TALLAHASSEE — Florida State receiver Taiwan Easterling never heard an ominous pop.
Not that he needed a sound effect to know that the pain searing through his left Achilles' tendon in the middle of an offseason conditioning drill signaled something bad.
"I was trying to make myself cry, but I was like, 'Nah.' I couldn't," he said Sunday during FSU's media day. "That's how much it hurt."
He had surgery in late February to repair the ruptured tissue that connects the calf muscles to the heel and was given little hope of returning for the Seminoles' ballyhooed opener against ACC rival Miami on Labor Day.
But Easterling has defied the prognosis and seems headed for a return by that Sept. 7 game to help shore up the offense's biggest question mark.
"He has looked good," coach Bobby Bowden said after his team completed the second day of training camp. "Every time I look at him, he does something good. I'm just happy more than surprised. … I can't tell any difference in him."
In the winter, Easterling was focused on improving on what had been a breakout season as a redshirt freshman. He had 30 catches for 322 yards (both third on the team behind Preston Parker and Greg Carr) and one touchdown.
But those numbers told only part of the story. Nine of Easterling's catches converted a third-down play.
"He was probably the most dependable receiver we had last year," redshirt junior quarterback Christian Ponder said. "He runs great routes, has great hands. A lot of the third down and longs, he made a play. I'm glad he's back, and I'm looking for him to do that (again). And more."
Carr graduated, Parker was dismissed from the team in February, and Corey Surrency had his appeal for an extra year of eligibility denied by the NCAA in April. That trio combined for 91 catches for 1,151 yards and 10 touchdowns last season. As a team, FSU had 211 catches for 2,506 yards and 18 touchdowns. Take Easterling out of the rotation, even for a while, and the math looks even more challenging.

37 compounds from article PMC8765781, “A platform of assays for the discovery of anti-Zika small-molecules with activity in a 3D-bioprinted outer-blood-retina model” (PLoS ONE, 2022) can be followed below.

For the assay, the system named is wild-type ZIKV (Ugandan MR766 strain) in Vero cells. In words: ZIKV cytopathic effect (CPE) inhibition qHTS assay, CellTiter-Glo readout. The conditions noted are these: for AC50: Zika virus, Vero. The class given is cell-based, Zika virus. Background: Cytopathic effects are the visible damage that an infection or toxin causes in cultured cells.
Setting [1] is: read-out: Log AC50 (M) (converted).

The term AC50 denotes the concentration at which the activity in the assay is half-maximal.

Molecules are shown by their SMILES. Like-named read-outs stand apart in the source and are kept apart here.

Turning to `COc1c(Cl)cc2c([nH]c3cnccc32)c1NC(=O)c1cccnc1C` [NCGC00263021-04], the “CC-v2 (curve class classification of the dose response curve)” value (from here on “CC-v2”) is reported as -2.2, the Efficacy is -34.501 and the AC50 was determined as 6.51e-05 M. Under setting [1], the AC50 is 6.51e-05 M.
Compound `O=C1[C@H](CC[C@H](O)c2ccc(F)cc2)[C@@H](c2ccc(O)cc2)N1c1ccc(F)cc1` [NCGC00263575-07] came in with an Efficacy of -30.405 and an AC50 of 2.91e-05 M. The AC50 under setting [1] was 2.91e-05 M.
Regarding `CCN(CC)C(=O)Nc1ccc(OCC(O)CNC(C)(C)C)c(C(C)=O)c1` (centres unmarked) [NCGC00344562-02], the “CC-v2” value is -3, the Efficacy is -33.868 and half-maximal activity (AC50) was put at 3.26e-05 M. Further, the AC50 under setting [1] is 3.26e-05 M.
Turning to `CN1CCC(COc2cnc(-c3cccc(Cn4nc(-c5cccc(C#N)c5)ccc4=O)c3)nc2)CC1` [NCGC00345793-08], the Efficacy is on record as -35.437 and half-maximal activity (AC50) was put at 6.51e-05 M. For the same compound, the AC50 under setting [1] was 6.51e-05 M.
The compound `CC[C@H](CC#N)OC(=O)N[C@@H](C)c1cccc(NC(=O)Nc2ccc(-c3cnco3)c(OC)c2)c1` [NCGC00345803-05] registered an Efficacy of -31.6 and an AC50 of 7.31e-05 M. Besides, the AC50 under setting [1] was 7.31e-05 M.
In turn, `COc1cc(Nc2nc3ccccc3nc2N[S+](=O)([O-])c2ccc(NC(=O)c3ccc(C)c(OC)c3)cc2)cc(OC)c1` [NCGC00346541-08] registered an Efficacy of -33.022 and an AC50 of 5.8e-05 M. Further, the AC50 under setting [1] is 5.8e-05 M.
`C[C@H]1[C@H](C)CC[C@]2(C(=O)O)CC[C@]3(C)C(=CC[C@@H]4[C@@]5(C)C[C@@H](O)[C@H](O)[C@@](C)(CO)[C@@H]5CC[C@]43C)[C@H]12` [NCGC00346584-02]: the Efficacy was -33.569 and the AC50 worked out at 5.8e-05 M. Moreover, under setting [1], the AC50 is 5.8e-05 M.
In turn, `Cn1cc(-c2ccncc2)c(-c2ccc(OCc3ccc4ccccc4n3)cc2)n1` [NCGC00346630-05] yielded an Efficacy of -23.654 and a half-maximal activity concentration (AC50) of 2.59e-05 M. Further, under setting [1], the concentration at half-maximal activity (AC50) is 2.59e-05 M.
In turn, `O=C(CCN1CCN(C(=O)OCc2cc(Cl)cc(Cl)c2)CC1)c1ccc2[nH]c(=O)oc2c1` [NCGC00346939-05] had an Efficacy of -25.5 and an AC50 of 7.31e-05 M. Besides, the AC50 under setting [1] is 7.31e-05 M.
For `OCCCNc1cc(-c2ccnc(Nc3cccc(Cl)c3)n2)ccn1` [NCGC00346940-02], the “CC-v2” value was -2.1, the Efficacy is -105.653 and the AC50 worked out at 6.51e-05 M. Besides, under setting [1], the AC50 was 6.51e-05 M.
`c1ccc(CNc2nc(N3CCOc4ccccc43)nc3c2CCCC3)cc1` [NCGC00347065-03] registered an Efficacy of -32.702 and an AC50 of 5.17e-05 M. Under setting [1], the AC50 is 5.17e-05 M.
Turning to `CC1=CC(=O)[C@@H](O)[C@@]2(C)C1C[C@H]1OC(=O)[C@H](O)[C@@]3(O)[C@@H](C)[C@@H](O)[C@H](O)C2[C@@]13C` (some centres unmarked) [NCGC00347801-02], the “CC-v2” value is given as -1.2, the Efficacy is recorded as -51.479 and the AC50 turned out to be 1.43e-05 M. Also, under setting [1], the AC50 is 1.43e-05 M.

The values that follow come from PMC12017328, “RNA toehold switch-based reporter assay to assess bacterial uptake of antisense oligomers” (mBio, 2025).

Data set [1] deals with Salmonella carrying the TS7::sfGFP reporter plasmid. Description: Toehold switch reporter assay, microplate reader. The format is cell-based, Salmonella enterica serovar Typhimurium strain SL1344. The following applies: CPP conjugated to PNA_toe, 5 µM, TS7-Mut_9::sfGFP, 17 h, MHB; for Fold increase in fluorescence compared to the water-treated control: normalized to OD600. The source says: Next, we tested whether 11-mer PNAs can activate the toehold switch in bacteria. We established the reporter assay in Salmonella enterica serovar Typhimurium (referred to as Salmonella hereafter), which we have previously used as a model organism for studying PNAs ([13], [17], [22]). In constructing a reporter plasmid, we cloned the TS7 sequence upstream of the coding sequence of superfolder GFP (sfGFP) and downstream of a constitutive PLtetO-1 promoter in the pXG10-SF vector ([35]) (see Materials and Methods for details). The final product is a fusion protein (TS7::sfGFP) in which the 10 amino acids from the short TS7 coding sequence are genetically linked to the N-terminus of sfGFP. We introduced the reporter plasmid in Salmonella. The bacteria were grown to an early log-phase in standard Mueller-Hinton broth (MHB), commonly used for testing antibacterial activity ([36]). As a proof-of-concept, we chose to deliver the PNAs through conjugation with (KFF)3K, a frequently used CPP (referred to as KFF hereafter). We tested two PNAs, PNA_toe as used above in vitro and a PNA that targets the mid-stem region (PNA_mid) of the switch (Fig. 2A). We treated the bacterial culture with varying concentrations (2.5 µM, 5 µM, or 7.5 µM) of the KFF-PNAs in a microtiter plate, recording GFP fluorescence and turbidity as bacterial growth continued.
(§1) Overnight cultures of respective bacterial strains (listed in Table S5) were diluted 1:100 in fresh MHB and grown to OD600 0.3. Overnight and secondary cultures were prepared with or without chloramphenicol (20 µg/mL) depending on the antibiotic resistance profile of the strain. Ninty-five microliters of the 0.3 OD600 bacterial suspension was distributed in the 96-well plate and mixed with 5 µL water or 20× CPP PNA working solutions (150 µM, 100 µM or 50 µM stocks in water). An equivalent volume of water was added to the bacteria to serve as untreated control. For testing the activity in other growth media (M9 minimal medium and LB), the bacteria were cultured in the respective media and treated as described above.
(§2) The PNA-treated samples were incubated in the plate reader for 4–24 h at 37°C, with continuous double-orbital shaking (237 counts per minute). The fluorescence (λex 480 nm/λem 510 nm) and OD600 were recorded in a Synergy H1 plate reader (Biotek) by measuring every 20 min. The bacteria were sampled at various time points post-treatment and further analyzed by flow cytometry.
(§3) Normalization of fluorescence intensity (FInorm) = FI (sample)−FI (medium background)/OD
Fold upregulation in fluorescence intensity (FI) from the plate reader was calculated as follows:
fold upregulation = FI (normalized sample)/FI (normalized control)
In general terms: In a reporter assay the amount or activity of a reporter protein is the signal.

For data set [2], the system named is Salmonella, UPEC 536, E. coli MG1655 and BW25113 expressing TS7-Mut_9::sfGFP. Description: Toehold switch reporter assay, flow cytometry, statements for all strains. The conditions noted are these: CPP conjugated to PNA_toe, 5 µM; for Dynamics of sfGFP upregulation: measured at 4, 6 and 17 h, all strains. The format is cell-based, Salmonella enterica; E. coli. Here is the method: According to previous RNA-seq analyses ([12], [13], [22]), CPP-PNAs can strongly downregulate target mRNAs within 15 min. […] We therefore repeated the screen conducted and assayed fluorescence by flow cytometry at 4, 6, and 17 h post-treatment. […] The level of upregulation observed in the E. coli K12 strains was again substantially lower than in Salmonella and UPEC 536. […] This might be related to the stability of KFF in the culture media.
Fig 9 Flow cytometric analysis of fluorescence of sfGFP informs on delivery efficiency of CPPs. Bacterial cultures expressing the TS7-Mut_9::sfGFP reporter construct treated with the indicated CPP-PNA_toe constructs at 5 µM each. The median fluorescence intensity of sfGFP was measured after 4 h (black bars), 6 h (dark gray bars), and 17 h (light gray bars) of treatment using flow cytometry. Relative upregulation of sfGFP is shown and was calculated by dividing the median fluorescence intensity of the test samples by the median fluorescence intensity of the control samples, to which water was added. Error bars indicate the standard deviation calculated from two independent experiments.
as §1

"I feel real comfortable out there," he said, adding he's nearly 100 percent. "I get a little winded, that's it. Other than that, everything's there."
Perhaps more is there than before.
Easterling worked on his upper body while he was recovering, and the rehabilitation, which included running in a pool and on a treadmill a few months after surgery, has made his lower body stronger.
The 5-foot-11 Easterling, up to 195 pounds from 186 last year, feels faster.
And he feels more confident. He was a quarterback for his first three years in high school in Mississippi and played receiver only as a senior.
Offensive coordinator Jimbo Fisher, hired in January 2007, wasn't sure Easterling would be on offense; he figured he might be a defensive back.
"I played there a couple plays in high school," said Easterling, 20, flashing a sly grin. "When I did, I got an interception."
But then, the guy who dazzled folks with an acrobatic touchdown in a 30-20 win against Virginia Tech has always been able to go up and make a play on the ball. Any ball, really.
As a senior outfielder, he led his team to a state baseball title and was drafted in the sixth round by the Marlins. But he opted for football and a college education, although he hasn't ruled out playing baseball.
"It's just the small things I'm learning (about receiver)," he said. "I'm getting there."
"He's got confidence," receivers coach Lawrence Dawsey said. "He believes in himself, and he believes if he gets the opportunity, he can go out and play with anybody. That's what he's thriving on, that, 'Hey, I'm going to go out and prove I can get the job done.' … We're so pleased with his attitude and the way he's working so hard to be back and be better than anybody."
Brian Landman can be reached at firstname.lastname@example.org or (813) 226-3347.